Again, other than personnel and money, the military has also failed to gain the trust of the local community and improve on its human rights record. The military, sometimes, violates peoples’ rights through many ways, including extrajudicial killings of civilians, which the military authorities have often failed to investigate and blame erring soldiers.

Therefore, while Nigerians look forward to seeing the military upgraded in all ramifications, a development expected to bring renewed fighting spirit among the military, it is also expected that the institution’s authorities will consider all other hiccups hampering the success of the military personnel and war against criminal activities and criminals.

FG, COVID-19 and dwindling revenues

This week, the federal government said that the outbreak of COVID-19 has led to a progressive decline in its revenue.

This unfortunate situation that the country has found itself regarding its revenue decline was disclosed by the Minister of Information and Culture, Mr Lai Mohammed, in Abuja.

He said: “When the budget was passed in December, last year, we all celebrated that the budget was passed for the first time in a good time to allow for us to plan…we were very hopeful that this year we will be able to achieve a lot. But today we have COVID-19, which has brought every economy in the world to its knees. Nigeria cannot be an exception.

“All sources of revenue have been attacked by COVID-19, when we locked our borders how will goods come in? How will customs make money for the country?”

Of course, and rightly too, the minister said that “Abuja, Lagos and Ogun have been on lockdown for more than four weeks…. So if we say there is no money it is not because we are seeking for lame excuses.”

Truly, like the minister said, the entire world, not just Nigeria is facing serious fiscal challenges. The COVID-19 pandemic is causing significant adverse impacts on the global economy with governments around the world implementing various fiscal measures to mitigate its effects and provide relief for businesses and households.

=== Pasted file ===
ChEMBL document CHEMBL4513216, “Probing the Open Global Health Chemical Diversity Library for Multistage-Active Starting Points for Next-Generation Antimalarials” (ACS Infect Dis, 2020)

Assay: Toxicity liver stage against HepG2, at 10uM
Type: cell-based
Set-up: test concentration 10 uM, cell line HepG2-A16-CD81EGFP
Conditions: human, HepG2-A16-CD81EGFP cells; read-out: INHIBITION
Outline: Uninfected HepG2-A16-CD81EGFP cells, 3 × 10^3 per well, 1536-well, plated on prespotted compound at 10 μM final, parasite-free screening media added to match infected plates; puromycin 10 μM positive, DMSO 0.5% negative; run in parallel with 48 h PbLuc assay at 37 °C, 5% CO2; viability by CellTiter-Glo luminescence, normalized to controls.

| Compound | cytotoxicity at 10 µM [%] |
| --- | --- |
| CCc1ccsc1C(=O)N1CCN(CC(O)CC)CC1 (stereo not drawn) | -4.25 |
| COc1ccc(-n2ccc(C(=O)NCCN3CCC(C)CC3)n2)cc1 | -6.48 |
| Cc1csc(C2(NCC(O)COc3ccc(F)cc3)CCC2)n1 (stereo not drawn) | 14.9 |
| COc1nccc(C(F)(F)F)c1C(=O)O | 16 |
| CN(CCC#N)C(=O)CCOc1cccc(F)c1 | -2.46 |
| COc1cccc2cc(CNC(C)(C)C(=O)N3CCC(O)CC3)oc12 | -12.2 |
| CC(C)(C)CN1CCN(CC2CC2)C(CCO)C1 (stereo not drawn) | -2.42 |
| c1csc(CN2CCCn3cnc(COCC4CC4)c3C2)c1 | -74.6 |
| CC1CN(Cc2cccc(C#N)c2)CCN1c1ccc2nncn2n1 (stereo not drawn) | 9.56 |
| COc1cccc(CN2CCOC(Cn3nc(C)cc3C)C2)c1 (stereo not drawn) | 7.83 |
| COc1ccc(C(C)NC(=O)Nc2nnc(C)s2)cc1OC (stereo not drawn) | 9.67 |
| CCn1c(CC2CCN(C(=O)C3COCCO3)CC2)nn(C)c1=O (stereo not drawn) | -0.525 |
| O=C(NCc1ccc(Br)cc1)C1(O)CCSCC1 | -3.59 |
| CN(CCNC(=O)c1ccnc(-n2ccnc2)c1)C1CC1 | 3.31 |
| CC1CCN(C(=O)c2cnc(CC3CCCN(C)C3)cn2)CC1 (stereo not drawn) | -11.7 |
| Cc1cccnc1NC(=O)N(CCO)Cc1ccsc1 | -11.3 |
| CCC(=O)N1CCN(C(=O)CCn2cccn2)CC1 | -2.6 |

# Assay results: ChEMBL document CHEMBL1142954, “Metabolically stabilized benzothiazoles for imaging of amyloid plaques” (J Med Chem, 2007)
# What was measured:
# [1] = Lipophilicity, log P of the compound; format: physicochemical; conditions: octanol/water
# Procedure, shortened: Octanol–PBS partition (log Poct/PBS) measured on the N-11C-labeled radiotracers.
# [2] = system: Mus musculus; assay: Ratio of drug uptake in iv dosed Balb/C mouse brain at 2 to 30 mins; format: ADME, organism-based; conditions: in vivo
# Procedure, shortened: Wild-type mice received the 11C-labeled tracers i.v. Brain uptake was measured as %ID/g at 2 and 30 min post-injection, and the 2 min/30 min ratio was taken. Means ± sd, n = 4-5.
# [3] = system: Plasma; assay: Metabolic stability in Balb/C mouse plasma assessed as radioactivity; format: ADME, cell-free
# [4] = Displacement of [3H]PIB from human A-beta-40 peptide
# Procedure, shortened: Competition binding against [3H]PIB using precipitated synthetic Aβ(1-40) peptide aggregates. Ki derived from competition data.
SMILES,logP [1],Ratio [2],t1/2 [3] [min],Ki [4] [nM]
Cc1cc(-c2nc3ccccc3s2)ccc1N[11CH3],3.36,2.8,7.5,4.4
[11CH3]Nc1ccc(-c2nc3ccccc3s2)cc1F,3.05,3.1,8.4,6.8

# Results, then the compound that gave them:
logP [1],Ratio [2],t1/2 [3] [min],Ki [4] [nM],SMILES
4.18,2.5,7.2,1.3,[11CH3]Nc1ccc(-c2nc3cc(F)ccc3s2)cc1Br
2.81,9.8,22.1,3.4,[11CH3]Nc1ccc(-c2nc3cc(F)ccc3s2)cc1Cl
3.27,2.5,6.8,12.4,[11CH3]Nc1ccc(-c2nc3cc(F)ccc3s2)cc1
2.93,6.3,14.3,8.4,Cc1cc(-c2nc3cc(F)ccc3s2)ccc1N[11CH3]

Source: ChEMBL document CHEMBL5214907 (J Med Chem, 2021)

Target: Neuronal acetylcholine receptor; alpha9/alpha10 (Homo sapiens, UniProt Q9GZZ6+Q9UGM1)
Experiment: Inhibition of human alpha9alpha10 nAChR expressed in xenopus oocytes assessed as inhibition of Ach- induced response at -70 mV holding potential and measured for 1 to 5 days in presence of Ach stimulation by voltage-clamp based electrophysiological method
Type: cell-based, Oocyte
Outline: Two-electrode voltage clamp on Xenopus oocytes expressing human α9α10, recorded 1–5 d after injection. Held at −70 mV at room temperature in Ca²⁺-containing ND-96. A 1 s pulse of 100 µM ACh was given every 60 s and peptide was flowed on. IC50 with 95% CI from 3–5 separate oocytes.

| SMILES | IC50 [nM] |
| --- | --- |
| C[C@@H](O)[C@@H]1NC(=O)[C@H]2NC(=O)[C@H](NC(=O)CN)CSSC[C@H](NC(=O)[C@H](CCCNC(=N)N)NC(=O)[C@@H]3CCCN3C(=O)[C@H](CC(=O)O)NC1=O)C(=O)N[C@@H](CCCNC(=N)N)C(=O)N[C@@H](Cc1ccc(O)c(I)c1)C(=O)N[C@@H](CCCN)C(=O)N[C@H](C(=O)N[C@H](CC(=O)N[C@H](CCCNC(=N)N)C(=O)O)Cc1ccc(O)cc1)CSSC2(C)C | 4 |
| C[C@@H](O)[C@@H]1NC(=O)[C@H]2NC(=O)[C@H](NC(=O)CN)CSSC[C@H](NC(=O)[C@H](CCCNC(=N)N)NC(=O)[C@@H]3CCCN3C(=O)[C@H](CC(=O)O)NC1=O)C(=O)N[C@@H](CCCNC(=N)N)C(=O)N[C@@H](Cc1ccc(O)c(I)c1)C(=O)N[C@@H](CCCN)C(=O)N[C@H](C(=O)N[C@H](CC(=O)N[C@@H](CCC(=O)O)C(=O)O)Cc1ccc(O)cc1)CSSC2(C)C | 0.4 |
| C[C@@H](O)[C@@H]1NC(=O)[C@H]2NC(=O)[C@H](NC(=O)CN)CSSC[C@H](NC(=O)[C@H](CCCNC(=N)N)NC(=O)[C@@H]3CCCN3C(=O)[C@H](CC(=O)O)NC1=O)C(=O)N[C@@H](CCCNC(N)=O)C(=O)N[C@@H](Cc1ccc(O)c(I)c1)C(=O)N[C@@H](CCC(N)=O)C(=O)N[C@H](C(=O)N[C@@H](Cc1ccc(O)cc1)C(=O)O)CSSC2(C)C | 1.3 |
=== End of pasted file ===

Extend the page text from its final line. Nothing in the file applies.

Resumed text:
Within Africa, the impacts of COVID-19 are being felt in different ways and the measures taken by the governments have also differed on the areas of focus and comprehensiveness.

Africa’s projected GDP growth of 3.2% for 2020 is now expected to fall to -0.8%. This is due to the enforced partial or total lockdown of economies occasioned by the pandemic.

The outbreak has led to disruption of activities in various sectors of economies, most notably the financial industry and the tourism and hospitality sectors. In short, the impacts of the COVID-19 on African economies are unfolding rapidly and can be expected to vary widely by country.

Unfortunately, because most of the developing countries are in Africa, their economies are already facing hard and harsh impacts from the coronavirus.

Though Africa accounts for just a fraction of the total cases of the disease which has infected nearly five million people worldwide, the continent just might be the hardest hit economically. One of the reasons being that many countries on the continent have what is called mono product based economies.

The oil and gas industry, for instance, contributes about 65% of Nigeria’s government revenue and 88% of the country’s foreign exchange earnings. This situation, therefore, lends credence to what Mr Lai Mohammed said because what this means is that happenings in the industry tend to have an impact on almost all other sectors of the economy.

Today, the global price of oil hovers around 30 dollars per barrel, in what can be described as a severe blow to the Nigerian economy. Unfortunately with the fall in revenues, come the decline and many things like funding of the budget for critical infrastructure, the power of the local currency, payment of salaries, and general government running would be affected.

Consequently, Nigerians need now, more than ever before, to be patient and “look at this (fiscal changes caused by COVID-19) in context,” as the minister urged.